As I have said before, the next big step in the clinical care of men with prostate cancer will be in not in the development of a new drug, but in our growing knowledge of how to sequence and combine our new drugs. Today’s post provides just one example of this new type of breakthrough we can look forward to in the near future.
In a recently released phase IIIb study of Radium-223 dichloride (Xofigo) that was given with concomitant medication, there was an improvement in overall survival (OS) in men with metastatic castration-resistant prostate cancer (mCRPC) who also had bone metastases.
The study evaluated data from 696 men with bone metastatic CRPC in an international expanded access program (EAP). The subject men received radium-223 and were also permitted to receive concomitant therapy, with 22% of those receiving concomitant therapy on abiraterone (Zytiga), 20% on denosumab, 18% on bisphosphonates, and 4% on enzalutamide (Xtandi). The study included both asymptomatic and symptomatic men.
At the time of the stud’s analysis the median OS was 16 months, and medium time to first symptomatic skeletal events (SSE) was 18 months. An ad-hock analysis found that OS was statistically significantly longer in those men who received concomitant denosumab and concomitant abiraterone. Grade 3/4 adverse events (AEs) were reported in 38% of patients, with 21% discontinuing radium-223 due to AEs.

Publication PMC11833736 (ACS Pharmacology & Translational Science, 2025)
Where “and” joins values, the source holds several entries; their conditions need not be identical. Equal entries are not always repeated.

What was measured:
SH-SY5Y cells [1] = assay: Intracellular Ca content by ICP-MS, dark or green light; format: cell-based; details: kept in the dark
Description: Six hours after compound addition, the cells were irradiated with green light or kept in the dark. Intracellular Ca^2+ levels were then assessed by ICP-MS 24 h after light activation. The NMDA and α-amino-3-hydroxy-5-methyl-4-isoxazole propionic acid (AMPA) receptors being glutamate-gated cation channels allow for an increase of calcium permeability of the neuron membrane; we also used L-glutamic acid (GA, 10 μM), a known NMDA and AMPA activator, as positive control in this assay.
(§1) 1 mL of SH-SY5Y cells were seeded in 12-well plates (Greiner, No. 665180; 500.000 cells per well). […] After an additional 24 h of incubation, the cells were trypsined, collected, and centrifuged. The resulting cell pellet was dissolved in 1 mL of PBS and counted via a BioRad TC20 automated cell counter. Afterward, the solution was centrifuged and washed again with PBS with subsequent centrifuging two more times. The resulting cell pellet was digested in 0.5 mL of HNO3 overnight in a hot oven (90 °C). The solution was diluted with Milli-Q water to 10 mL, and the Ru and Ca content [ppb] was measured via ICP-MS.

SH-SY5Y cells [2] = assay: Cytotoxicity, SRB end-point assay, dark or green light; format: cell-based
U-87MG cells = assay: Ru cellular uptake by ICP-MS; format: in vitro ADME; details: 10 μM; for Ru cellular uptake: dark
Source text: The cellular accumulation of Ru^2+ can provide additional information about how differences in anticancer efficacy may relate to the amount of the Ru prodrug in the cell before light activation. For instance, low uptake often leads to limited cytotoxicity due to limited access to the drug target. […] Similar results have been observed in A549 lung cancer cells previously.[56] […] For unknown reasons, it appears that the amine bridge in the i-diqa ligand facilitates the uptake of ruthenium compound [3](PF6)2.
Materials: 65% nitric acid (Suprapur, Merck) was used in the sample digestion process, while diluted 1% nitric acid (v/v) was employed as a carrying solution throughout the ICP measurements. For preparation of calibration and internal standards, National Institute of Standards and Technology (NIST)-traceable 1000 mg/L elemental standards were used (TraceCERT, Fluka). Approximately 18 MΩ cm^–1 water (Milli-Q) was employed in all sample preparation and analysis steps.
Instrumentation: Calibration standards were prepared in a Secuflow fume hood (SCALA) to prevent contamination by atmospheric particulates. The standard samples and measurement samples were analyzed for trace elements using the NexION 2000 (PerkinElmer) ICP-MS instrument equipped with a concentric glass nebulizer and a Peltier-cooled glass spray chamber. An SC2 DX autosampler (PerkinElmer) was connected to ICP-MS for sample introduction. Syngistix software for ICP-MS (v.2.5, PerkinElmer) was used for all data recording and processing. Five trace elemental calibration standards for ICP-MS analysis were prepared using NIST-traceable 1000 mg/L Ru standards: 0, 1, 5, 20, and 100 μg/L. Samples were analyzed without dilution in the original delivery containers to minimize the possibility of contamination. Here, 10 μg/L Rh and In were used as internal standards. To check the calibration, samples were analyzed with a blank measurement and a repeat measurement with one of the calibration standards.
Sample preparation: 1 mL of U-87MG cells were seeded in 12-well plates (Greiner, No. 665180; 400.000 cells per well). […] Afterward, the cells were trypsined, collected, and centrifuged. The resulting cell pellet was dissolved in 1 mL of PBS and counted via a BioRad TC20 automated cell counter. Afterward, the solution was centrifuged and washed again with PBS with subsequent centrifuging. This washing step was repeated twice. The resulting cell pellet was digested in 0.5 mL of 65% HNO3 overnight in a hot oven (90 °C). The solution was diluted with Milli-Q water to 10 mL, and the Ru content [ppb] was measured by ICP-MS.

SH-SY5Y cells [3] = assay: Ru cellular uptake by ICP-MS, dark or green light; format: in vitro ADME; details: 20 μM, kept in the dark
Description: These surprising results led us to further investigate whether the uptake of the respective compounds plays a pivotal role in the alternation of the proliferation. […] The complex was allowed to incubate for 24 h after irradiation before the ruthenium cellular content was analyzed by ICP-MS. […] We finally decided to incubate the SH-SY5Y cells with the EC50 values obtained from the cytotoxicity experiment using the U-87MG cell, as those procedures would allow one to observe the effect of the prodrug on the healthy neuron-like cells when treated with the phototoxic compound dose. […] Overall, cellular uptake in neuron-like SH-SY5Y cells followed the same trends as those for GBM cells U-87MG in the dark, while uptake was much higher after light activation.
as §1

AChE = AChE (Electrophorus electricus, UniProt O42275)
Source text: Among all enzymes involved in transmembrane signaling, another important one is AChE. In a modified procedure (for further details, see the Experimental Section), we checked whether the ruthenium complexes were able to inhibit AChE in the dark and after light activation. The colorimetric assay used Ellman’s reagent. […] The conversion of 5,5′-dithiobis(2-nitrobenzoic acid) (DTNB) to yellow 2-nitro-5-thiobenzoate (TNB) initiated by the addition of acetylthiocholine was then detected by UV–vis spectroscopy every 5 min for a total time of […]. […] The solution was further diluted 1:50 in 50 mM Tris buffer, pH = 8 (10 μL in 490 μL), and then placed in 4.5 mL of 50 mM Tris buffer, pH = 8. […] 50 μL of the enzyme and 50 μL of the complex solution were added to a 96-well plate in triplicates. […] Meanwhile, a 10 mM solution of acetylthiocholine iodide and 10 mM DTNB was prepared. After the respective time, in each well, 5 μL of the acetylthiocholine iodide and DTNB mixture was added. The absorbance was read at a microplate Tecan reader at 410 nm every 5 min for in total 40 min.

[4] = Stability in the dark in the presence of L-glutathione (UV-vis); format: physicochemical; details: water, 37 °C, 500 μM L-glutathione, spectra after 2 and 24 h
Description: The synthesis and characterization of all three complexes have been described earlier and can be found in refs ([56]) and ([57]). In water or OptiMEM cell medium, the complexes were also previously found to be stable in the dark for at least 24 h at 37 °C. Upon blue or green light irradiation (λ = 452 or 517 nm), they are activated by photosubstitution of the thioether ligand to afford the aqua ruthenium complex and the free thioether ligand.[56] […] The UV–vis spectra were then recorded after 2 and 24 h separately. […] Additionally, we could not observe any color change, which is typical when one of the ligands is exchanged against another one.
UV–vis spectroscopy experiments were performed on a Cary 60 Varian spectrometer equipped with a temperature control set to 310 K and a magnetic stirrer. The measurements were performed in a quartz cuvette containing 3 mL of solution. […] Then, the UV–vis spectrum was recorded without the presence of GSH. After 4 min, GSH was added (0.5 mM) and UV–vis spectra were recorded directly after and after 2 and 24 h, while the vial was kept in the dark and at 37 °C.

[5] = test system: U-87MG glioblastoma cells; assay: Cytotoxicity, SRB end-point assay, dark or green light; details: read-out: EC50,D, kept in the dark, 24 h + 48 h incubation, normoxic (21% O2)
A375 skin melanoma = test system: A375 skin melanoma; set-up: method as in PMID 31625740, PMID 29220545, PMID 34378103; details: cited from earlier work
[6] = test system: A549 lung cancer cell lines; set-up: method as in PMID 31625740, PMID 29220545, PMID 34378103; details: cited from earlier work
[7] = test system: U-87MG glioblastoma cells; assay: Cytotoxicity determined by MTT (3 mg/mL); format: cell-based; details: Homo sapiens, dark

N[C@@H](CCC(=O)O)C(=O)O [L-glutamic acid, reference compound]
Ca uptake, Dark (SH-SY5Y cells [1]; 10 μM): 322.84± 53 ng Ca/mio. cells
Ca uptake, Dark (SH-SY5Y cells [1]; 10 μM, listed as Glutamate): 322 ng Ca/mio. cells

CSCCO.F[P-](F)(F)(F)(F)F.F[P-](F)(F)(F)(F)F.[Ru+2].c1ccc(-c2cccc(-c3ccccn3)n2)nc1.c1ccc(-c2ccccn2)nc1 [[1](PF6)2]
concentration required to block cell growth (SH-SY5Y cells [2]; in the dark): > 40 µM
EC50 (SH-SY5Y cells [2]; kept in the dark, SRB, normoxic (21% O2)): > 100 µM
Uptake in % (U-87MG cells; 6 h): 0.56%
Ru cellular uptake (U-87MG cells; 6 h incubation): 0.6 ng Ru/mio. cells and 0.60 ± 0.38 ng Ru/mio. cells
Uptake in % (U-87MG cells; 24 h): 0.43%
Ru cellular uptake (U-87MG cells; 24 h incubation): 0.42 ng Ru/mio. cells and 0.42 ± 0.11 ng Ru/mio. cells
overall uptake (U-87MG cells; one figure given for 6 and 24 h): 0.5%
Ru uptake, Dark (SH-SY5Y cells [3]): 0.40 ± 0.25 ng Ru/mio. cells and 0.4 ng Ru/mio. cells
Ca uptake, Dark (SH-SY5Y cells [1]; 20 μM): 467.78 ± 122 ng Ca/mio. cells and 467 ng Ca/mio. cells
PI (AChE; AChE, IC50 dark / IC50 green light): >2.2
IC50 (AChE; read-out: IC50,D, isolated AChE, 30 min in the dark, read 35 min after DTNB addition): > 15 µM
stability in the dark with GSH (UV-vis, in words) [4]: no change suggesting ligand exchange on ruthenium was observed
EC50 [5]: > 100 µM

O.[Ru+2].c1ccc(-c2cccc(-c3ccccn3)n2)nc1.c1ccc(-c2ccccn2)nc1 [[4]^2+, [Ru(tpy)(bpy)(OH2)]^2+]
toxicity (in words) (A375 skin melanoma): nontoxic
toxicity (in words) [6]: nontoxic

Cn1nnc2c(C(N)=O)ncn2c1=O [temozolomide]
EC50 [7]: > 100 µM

The study was a follow-up to the ALSYMPCA trial, which compared the efficacy and safety of radium-223 with placebo in 921 men with mCRPC and symptomatic bone metastases. The study demonstrated an improvement in OS in those men who received radium-223 versus placebo. In the ALSYMPCA trial Xofigo also delivered an improvement in the median time to the first bone issues with 13.6 months and 8.4 months to first event with radium-223 versus placebo, respectively.
If you have multiple bone metastases you should speak with your doctor about combining Xofigo with another drug, perhaps with Zytiga.